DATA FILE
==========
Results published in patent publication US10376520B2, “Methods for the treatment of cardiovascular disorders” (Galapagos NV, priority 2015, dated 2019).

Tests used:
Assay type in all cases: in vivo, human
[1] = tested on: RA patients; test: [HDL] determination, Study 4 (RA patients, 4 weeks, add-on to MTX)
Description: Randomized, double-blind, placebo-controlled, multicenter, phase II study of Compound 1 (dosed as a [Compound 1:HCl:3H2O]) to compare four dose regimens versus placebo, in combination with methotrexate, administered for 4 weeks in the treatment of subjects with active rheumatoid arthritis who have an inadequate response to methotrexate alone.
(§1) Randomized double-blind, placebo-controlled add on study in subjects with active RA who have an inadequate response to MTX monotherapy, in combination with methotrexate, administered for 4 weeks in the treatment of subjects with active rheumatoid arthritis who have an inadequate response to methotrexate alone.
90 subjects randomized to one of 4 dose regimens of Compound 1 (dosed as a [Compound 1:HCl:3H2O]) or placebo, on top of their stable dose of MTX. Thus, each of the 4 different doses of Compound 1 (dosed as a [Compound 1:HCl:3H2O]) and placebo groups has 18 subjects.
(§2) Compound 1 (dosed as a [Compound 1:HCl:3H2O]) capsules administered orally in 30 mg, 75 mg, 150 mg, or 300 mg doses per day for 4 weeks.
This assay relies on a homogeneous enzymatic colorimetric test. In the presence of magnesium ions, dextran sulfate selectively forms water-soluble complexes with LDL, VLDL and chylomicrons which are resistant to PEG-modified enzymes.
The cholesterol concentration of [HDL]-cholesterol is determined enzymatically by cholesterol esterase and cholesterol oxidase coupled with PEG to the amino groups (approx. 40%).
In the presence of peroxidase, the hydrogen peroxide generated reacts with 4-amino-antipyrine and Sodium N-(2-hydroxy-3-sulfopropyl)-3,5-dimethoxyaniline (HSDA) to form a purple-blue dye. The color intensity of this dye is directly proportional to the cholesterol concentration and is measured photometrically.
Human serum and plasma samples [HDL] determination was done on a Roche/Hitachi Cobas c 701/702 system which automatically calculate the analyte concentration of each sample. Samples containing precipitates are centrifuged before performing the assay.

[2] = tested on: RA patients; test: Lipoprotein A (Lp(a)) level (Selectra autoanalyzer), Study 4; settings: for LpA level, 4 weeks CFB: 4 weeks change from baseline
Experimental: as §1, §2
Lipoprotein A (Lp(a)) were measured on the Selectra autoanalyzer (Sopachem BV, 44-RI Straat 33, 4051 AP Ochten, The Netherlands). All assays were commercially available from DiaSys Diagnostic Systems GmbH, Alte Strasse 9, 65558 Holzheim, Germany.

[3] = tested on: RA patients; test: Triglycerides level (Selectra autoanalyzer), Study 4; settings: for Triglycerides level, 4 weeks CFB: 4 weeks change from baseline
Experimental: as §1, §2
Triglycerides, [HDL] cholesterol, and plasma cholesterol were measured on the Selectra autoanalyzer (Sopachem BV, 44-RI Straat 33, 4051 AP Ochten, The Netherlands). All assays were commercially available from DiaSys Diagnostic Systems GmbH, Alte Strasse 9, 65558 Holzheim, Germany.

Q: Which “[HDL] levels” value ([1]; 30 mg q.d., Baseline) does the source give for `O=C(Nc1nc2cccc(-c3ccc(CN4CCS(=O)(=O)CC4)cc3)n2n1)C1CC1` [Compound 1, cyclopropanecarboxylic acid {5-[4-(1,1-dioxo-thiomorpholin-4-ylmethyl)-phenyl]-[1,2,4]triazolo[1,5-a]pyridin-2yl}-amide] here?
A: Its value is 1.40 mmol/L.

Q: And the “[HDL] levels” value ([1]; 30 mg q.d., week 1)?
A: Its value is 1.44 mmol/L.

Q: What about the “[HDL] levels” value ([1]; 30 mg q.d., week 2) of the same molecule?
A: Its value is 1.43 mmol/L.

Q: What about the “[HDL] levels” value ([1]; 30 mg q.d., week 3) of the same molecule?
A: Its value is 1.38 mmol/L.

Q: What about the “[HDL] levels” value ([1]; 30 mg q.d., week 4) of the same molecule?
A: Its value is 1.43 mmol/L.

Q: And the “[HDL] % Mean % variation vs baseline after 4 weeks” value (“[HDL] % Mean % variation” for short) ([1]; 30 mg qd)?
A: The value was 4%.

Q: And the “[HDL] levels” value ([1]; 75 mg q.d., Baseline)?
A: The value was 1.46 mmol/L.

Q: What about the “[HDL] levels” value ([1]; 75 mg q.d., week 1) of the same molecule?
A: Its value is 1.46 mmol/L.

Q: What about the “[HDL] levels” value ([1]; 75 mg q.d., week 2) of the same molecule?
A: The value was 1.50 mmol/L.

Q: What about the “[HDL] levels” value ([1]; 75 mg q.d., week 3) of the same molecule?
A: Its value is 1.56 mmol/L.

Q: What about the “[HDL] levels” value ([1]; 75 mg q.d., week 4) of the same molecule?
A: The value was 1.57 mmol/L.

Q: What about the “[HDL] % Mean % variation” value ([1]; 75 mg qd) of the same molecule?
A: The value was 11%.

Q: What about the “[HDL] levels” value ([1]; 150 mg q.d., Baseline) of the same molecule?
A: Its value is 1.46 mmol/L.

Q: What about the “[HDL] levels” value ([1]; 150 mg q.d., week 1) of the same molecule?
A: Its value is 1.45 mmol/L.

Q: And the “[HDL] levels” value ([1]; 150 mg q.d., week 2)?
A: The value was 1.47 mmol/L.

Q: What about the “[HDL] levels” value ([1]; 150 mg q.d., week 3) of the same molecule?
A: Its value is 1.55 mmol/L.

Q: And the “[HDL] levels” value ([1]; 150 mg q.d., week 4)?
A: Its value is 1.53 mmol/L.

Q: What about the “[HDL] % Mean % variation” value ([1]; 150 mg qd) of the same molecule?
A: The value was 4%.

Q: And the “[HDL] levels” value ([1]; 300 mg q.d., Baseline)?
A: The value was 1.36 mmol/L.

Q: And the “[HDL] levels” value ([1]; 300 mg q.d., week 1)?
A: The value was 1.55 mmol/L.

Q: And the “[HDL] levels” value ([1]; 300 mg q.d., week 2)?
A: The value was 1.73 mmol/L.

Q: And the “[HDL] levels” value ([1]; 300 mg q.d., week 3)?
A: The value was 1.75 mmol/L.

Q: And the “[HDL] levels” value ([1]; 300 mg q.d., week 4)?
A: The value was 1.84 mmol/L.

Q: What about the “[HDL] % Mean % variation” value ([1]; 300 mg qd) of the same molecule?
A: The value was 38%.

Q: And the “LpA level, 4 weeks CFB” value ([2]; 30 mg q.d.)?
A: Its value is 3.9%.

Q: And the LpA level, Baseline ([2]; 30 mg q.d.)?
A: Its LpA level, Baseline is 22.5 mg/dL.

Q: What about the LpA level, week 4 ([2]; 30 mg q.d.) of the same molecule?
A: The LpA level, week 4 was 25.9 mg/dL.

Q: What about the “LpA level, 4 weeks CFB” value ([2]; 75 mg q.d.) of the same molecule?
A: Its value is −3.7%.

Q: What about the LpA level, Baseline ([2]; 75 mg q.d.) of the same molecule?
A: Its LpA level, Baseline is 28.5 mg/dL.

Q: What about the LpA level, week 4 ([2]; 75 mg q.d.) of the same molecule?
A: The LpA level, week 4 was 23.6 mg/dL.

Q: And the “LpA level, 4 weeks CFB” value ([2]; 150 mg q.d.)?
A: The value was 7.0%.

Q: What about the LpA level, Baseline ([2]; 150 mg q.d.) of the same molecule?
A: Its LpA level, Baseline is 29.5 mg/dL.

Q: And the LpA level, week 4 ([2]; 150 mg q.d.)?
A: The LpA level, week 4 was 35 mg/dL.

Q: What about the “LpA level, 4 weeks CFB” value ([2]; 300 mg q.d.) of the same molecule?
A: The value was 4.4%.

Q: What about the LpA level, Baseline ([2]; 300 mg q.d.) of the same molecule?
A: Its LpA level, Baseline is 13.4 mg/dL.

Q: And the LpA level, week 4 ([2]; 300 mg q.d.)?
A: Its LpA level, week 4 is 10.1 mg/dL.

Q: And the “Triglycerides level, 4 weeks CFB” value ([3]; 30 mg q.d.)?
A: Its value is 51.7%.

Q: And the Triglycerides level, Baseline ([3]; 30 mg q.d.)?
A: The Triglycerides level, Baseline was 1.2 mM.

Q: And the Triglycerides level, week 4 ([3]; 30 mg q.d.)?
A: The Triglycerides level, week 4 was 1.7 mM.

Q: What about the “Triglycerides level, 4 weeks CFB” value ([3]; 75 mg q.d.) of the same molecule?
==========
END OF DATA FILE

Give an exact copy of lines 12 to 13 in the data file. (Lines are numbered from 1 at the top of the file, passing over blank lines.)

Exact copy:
Human serum and plasma samples [HDL] determination was done on a Roche/Hitachi Cobas c 701/702 system which automatically calculate the analyte concentration of each sample. Samples containing precipitates are centrifuged before performing the assay.

[2] = tested on: RA patients; test: Lipoprotein A (Lp(a)) level (Selectra autoanalyzer), Study 4; settings: for LpA level, 4 weeks CFB: 4 weeks change from baseline